*should this be the end of the season, here are my picks for several end-of-season awards in Europe’s Top Five Leagues
With European football being put on hiatus due to the Coronavirus outbreak, it seems like a good time to reflect on the season that was and highlight the players, managers, teams, and moments that captivated us throughout the season. Should this be the end of the 2019-2020 season, it would be a disappointing end but to a season full of highs and lows, and it seems fitting to highlight those here.
Player of the Season: Robert Lewandowski, Bayern Munich
His goalscoring record seemingly speaks for itself. 25 goals in 25 league games and 39 goals in all competitions, the Polish hitman was the sole point of consistency in a Bayern season that started rocky but has finished strongly. Adept at scoring with either foot and with an incredible attacking intelligence and sense of positioning, Lewandowski demonstrated this season why he is possibly the best number nine in Europe, if not the world, at the moment. He was maybe enjoying his best season as a professional, and he would have undoubtedly at least surpassed Pierre-Emerick Aubameyang’s record for most goals in a single Bundesliga season by a non-German, before the season got cut off, and it would have been interesting to see what he could have done at the Euros. But under Hansi Flick, Bayern are seemingly perfectly set up for a challenge at the Champions League next season, if Lewandowski can repeat at least a fraction of this scintillating goalscoring form. For this abbreviated season, he is my player of the year.
Honorable Mention: Sadio Mané (Liverpool), Neymar (PSG), Cristiano Ronaldo (Juventus)
Young Player of the Season: Erling Braut Håland, Borussia Dortmund
I mean, could it have been anyone else? The Norwegian wunderkind took the world by storm when he arrived at Borussia Dortmund, but his story actually began months earlier in Austria, playing for national power Red Bull Salzburg. Håland scored goals for fun for the Red Bulls, netting 28 goals in only 22 appearances. He famously recorded a hat trick in Salzburg’s 6-2 demolition of Genk in the Champions League, becoming the third-youngest player to score a hat trick in Europe’s biggest club competition. Still, Håland remained an enigma during his time in Austria, a player chatted about in hipster football circles and among hardcore junkies and followers of the sport, but his limited exposure in the Champions League had only started to put his name out in the mainstream football world. His move to Dortmund, and his subsequent debut hat trick against Augsburg, made him a near-household name for anyone who considers themselves a football fan. His clinical finishing followed him to Westphalia, where he would score 12 goals in just 11 appearances in a black and yellow shirt. He became the first ever player to win the Bundesliga’s Player of the Month and Rookie of the Month awards in the same season, doing so in the same month. He has truly exploded onto the scene, emerging as one of the brightest future stars in the world. Whether he chooses to stay at Dortmund for next season or not, it is clear his move to Germany has paid off.
Honorable Mention: Kylian Mbappé (PSG), Jadon Sancho (Borussia Dortmund), Trent Alexander-Arnold (Liverpool)
Breakout Star of the Season: Federico Valverde, Real Madrid
I mean, we can’t give every award to Håland…
It says a lot about your rise to stardom when you are able to displace a former Ballon d’Or winner in the first team. Federico Valverde did exactly that. The young Uruguayan only arrived in Spain in 2016, but after a year with Real Madrid Castilla and a loan to Deportivo La Coruña, Zinedine Zidane had seen enough to give him a chance in the first team. Valverde took his chance, earning plaudits for his ability on the ball, passing range, and his high work rate and tenacity. He quickly became a favorite in Madrid, earning opportunities to feature over established star Luka Modric. His arrival in the spotlight was emphasized by a fantastic performance against PSG in the Champions League, where the Uruguayan ran himself to exhaustion and earned a loud ovation from the Madridistas who crowded into the Estadio Santiago Bernabeu that night. While he did hit some roadblocks, along with his team as a whole, he still enjoyed a fantastic debut senior season with Real Madrid, possibly changing the club’s transfer strategy in midfield.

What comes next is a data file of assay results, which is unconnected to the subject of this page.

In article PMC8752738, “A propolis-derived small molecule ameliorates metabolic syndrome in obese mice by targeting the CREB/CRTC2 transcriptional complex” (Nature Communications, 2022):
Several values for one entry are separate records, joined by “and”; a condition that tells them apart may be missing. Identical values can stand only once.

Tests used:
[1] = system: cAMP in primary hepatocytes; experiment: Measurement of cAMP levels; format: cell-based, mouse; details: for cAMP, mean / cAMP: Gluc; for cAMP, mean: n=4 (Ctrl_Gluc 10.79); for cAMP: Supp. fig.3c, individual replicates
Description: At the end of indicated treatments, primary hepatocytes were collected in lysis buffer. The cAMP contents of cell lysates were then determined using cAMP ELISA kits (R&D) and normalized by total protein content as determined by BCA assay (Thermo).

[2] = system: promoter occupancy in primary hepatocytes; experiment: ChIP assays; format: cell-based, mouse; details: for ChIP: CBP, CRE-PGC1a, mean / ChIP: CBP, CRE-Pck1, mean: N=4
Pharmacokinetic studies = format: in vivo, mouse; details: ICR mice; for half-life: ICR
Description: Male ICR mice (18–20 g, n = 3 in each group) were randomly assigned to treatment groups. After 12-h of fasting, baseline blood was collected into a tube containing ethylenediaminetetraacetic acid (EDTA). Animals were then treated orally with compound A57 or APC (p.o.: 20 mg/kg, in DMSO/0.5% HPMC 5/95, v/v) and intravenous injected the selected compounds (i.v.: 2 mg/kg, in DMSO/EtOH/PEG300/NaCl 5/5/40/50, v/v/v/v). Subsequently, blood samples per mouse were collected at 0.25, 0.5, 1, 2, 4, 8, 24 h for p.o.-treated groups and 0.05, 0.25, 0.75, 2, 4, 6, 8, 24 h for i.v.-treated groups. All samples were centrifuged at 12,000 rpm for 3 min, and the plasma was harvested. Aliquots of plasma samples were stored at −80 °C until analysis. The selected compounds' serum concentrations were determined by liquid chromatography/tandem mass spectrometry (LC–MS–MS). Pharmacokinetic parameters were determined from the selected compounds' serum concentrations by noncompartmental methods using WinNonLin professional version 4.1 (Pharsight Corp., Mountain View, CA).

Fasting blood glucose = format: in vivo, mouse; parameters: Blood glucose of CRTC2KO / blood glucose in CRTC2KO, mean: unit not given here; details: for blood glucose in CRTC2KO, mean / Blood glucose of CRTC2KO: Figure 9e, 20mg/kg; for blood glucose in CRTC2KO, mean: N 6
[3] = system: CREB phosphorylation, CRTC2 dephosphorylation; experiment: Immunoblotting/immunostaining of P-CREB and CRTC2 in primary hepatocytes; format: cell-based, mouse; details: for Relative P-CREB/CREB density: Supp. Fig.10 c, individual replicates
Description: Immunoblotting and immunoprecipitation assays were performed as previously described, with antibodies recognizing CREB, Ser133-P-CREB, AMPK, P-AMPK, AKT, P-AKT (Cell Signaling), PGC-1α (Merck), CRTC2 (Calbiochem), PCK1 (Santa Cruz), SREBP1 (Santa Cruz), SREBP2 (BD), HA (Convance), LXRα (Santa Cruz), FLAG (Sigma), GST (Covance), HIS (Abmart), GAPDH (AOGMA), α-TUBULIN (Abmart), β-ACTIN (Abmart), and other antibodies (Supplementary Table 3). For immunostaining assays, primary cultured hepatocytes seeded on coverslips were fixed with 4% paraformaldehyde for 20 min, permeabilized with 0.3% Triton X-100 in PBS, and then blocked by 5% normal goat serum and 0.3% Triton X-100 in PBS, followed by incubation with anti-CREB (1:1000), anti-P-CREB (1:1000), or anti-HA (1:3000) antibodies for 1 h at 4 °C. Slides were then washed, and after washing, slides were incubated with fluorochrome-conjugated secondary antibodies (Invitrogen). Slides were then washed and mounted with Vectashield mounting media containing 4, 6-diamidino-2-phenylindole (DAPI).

Honorable Mention: Erling Braut Håland (Borussia Dortmund), Bukayo Saka (Arsenal), Alphonso Davies (Bayern Munich)
Most Improved Player of the Season: Alphonso Davies, Bayern Munich
Alphonso Davies was an exciting and dynamic winger in MLS, earning his move abroad with his ability on the ball and scintillating pace. His development seemed to sputter upon his arrival in Munich, with several in Germany suggesting that his best position would actually be as a fullback, rather than a winger. Fast forward about a year and a half, and Davies has emerged as a potentially world class left back. His defensive ability has grown dramatically, being capped off with two incredible defensive performances against Borussia Dortmund and RB Leipzig in the league this season, showing that he can deal with dynamic attacking teams and succeed positionally, as well as in one v. one scenarios. His main calling card, however, is his attacking ability, where he is able to use his breakneck pace and slick dribbling ability to terrorize opposing teams. His masterpiece performance came in Bayern’s demolition of Chelsea in the Champions League, where he silenced Chelsea’s wing attacks and terrorized poor Cesar Azpilicueta. He capped off that performance by beating three Chelsea players for pace and playing a perfect squared pass to Robert Lewandowski, who scored Bayern’s third and final goal of the evening. In a little over a year, Davies has transformed himself into a prototypical modern attacking fullback, and now joins the list of football’s future stars. He has successfully displaced Bayern stalwart David Alaba, and is set to enjoy a long a fruitful career in Bavaria and beyond.